Royals Metrics Thriving Amid Playoff Push Braves' Naming-Rights Deal Worth $10M Annually Selig Talks Mets Discrimination Suit, Payroll SunTrust Buys Braves Ballpark Naming Rights MLB, Union Discussing Domestic Violence Policy Dodgers To Air Final Six Games For Free Phillies Extend Radio Deal With CBS Palm Beach Spring Training Has Funding Gap Dodgers Roll Out New Season Ticket Pricing MLB Franchise Notes
Upcoming Conferences and Events
"THE BIG SHOW" LIVE FROM THE JAKE: COSTAS, WHITE, ET AL.
Published October 21, 1997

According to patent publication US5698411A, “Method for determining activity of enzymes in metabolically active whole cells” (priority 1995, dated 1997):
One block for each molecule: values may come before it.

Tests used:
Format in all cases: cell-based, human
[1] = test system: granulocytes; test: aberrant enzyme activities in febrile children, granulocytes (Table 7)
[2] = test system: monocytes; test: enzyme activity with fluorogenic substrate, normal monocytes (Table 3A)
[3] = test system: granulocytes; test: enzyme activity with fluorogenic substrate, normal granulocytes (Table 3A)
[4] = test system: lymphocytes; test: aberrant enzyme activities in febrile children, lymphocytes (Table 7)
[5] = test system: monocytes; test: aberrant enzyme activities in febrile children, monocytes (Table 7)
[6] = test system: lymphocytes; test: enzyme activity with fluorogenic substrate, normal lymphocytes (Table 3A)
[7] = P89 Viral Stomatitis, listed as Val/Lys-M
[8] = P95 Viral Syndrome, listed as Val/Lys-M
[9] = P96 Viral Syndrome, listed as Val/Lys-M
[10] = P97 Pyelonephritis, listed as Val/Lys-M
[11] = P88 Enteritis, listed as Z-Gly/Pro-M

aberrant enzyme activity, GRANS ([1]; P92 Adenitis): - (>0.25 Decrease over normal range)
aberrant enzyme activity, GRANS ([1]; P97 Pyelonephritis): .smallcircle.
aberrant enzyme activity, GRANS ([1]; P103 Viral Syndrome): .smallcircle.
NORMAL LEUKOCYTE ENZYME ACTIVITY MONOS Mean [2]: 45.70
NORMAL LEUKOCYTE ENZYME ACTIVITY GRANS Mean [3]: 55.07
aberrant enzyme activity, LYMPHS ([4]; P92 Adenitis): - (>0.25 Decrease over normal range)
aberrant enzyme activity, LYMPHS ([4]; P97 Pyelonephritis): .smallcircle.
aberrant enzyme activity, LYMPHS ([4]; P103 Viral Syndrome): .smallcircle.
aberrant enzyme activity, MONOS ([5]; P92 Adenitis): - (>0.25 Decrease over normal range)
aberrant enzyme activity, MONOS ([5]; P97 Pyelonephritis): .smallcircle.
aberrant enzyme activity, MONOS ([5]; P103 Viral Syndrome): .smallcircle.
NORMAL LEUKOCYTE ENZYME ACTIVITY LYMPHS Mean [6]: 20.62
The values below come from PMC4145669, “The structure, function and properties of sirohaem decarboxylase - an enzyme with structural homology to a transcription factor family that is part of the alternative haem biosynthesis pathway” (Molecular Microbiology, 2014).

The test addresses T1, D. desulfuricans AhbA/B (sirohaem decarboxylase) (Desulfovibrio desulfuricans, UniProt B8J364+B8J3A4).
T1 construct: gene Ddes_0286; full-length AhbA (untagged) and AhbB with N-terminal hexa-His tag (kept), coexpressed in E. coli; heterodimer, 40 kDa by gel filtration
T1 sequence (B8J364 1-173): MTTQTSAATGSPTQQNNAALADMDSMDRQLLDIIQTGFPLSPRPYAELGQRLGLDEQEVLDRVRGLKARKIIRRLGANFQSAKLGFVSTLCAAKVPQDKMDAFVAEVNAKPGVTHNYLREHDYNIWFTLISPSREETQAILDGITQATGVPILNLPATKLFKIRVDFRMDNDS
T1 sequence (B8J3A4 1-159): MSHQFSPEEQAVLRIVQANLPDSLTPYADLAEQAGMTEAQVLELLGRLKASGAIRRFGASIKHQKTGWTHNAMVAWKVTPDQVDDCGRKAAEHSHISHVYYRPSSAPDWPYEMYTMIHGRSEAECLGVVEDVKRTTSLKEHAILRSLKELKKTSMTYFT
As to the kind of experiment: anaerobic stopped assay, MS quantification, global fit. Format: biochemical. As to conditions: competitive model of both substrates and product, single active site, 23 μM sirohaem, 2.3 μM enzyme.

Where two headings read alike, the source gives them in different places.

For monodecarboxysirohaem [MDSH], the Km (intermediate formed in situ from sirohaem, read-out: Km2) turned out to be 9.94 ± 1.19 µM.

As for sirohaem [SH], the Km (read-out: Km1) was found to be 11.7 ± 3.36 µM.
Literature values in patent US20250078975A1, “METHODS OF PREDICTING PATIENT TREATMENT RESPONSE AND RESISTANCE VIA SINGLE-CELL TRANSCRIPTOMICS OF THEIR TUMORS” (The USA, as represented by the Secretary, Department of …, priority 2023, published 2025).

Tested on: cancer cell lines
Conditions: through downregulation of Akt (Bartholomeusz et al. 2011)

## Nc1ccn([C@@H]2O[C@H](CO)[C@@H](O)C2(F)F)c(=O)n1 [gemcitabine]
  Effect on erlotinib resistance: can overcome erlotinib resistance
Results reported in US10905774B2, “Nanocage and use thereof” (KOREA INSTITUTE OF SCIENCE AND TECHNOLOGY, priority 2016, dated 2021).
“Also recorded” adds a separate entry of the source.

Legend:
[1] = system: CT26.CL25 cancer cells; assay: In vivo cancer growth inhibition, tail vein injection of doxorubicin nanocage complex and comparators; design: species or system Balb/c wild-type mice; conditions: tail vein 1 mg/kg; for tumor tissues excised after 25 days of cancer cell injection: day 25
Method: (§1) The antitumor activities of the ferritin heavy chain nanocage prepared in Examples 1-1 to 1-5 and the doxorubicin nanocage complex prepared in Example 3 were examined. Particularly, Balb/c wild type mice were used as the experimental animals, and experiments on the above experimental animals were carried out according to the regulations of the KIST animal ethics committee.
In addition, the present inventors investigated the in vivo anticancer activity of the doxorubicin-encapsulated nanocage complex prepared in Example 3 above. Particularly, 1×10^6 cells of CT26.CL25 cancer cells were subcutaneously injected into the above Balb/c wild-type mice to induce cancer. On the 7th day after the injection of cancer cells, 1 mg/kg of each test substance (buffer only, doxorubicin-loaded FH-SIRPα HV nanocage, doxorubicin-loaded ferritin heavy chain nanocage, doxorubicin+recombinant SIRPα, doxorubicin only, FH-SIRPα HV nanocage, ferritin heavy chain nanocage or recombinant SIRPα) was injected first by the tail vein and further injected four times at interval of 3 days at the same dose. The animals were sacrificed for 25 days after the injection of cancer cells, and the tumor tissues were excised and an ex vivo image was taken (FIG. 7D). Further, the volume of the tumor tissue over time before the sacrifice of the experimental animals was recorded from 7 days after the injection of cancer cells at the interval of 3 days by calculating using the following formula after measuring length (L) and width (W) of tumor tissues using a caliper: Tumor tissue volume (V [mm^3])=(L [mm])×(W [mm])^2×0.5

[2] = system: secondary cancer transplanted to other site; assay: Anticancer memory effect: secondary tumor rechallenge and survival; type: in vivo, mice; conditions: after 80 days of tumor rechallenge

MSNBC's "The Big Show" broadcast live from Jacobs Field in Cleveland last night, with Keith Olbermann interviewing Cleveland Mayor Michael White, Cleveland Plain Dealer columnist Dick Feagler and NBC's Bob Costas (THE DAILY). HELLO, CLEVELAND: Mayor White said the Indians' playoff run and the World Series "will contribute about" $51M to the Cleveland economy. White: "But it also gives us a chance to show our city to more than a thousand media types from all over the world, to show what Cleveland is today versus what it was just a few, short years ago." White, on the city's new sports facilities: "It's far more than sports. ... It's about economic development first. It's about creating jobs. It's about creating ancillary spinoffs before it is about sports." White added that with the new Browns stadium, the Rock and Roll Hall of Fame and other new attractions, "we're creating a destination, which will not only bring people here to see what we have but will give us the ability to use it as a link to our convention and business industry in this town. So for us the sports is about business and the business is sports and how we use it as a generator." NBC's Costas, on public stadium financing: "My feeling is that in some situations you can justify building a new stadium if its well thought out and if the team itself contributes to the building of the stadium" ("The Big Show," MSNBC, 10/20). WHAT ABOUT IT, BOB? More Costas, on MLB's divisional series: "The divisional playoffs have been a television bust. They get very low ratings by network television standards, and I would contend they diminish the ratings of the League Championship Series and maybe even the first few games of the World Series, because the World Series is beginning to feel like the baseball finals -- like the end of a protracted process instead of something special that stood alone and unique in American sports" (MSNBC, 10/20).